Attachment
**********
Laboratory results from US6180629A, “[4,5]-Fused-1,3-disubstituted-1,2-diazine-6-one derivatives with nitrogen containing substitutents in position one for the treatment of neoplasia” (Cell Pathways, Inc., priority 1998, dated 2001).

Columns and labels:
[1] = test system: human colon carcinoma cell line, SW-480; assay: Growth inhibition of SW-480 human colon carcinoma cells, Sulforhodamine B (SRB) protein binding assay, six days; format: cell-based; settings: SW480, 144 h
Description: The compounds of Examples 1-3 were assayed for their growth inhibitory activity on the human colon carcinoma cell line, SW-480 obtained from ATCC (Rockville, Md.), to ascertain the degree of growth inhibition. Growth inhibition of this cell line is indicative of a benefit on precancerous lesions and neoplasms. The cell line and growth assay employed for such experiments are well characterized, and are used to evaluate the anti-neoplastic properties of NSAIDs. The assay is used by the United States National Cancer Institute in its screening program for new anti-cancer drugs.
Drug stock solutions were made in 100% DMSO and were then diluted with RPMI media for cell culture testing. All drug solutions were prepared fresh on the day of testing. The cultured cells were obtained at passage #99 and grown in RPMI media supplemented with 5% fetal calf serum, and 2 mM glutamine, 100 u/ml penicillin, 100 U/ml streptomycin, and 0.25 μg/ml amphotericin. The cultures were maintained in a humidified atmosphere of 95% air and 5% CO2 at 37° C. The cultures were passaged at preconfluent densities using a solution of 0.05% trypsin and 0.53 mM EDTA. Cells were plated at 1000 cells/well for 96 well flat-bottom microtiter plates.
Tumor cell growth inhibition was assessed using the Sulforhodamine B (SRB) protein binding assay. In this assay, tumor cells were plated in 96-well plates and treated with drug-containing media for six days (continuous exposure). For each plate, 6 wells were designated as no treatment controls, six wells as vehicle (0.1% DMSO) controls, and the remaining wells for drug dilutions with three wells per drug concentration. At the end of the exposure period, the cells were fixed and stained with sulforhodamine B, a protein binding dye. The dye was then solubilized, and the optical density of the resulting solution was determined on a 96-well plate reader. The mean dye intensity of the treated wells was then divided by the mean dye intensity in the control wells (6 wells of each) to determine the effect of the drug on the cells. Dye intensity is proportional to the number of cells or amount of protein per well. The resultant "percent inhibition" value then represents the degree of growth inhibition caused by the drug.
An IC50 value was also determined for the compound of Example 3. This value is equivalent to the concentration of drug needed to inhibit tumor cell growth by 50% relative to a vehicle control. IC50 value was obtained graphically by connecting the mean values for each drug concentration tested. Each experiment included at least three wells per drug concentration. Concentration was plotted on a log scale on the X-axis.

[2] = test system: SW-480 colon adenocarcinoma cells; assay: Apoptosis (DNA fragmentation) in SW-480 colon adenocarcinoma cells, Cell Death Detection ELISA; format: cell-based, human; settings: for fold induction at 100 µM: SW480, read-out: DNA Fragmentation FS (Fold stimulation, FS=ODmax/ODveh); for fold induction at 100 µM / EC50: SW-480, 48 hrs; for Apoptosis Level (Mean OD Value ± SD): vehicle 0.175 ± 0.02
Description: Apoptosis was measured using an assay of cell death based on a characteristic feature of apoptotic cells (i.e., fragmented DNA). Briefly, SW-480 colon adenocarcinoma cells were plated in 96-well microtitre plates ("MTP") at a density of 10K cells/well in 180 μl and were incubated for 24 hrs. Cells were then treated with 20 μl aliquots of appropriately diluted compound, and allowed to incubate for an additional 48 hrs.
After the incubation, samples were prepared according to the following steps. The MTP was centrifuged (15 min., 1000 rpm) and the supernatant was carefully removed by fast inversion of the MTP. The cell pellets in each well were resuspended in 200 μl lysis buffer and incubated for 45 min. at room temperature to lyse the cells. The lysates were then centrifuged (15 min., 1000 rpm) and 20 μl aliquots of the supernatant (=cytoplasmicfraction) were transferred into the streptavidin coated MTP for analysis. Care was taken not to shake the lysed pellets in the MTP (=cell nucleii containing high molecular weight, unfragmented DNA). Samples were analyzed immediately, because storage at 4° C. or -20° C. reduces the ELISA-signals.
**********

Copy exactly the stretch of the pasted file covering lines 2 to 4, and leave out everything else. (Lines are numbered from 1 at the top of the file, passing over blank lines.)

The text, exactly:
Columns and labels:
[1] = test system: human colon carcinoma cell line, SW-480; assay: Growth inhibition of SW-480 human colon carcinoma cells, Sulforhodamine B (SRB) protein binding assay, six days; format: cell-based; settings: SW480, 144 h
Description: The compounds of Examples 1-3 were assayed for their growth inhibitory activity on the human colon carcinoma cell line, SW-480 obtained from ATCC (Rockville, Md.), to ascertain the degree of growth inhibition. Growth inhibition of this cell line is indicative of a benefit on precancerous lesions and neoplasms. The cell line and growth assay employed for such experiments are well characterized, and are used to evaluate the anti-neoplastic properties of NSAIDs. The assay is used by the United States National Cancer Institute in its screening program for new anti-cancer drugs.